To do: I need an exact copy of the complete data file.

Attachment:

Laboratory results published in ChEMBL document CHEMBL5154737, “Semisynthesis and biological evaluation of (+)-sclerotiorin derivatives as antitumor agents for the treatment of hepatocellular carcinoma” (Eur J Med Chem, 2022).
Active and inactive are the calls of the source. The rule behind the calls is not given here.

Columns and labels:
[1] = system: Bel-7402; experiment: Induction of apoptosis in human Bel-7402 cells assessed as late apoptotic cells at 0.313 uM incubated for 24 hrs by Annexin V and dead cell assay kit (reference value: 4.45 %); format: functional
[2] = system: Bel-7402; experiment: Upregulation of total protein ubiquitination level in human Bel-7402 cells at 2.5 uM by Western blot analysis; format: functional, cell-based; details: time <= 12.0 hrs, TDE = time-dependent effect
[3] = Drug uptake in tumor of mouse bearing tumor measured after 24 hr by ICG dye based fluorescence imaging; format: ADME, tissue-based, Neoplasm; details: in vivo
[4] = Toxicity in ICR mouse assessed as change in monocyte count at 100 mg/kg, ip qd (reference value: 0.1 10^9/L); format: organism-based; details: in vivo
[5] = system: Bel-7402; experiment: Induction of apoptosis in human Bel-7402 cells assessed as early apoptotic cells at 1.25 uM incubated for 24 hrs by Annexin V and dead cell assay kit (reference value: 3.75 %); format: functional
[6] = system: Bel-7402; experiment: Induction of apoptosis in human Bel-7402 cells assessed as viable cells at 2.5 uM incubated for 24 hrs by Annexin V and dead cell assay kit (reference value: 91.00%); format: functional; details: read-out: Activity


Laboratory results published in ChEMBL document CHEMBL5154737, “Semisynthesis and biological evaluation of (+)-sclerotiorin derivatives as antitumor agents for the treatment of hepatocellular carcinoma” (Eur J Med Chem, 2022).
Active and inactive are the calls of the source. The rule behind the calls is not given here.

Columns and labels:
[1] = system: Bel-7402; experiment: Induction of apoptosis in human Bel-7402 cells assessed as late apoptotic cells at 0.313 uM incubated for 24 hrs by Annexin V and dead cell assay kit (reference value: 4.45 %); format: functional
[2] = system: Bel-7402; experiment: Upregulation of total protein ubiquitination level in human Bel-7402 cells at 2.5 uM by Western blot analysis; format: functional, cell-based; details: time <= 12.0 hrs, TDE = time-dependent effect
[3] = Drug uptake in tumor of mouse bearing tumor measured after 24 hr by ICG dye based fluorescence imaging; format: ADME, tissue-based, Neoplasm; details: in vivo
[4] = Toxicity in ICR mouse assessed as change in monocyte count at 100 mg/kg, ip qd (reference value: 0.1 10^9/L); format: organism-based; details: in vivo
[5] = system: Bel-7402; experiment: Induction of apoptosis in human Bel-7402 cells assessed as early apoptotic cells at 1.25 uM incubated for 24 hrs by Annexin V and dead cell assay kit (reference value: 3.75 %); format: functional
[6] = system: Bel-7402; experiment: Induction of apoptosis in human Bel-7402 cells assessed as viable cells at 2.5 uM incubated for 24 hrs by Annexin V and dead cell assay kit (reference value: 91.00%); format: functional; details: read-out: Activity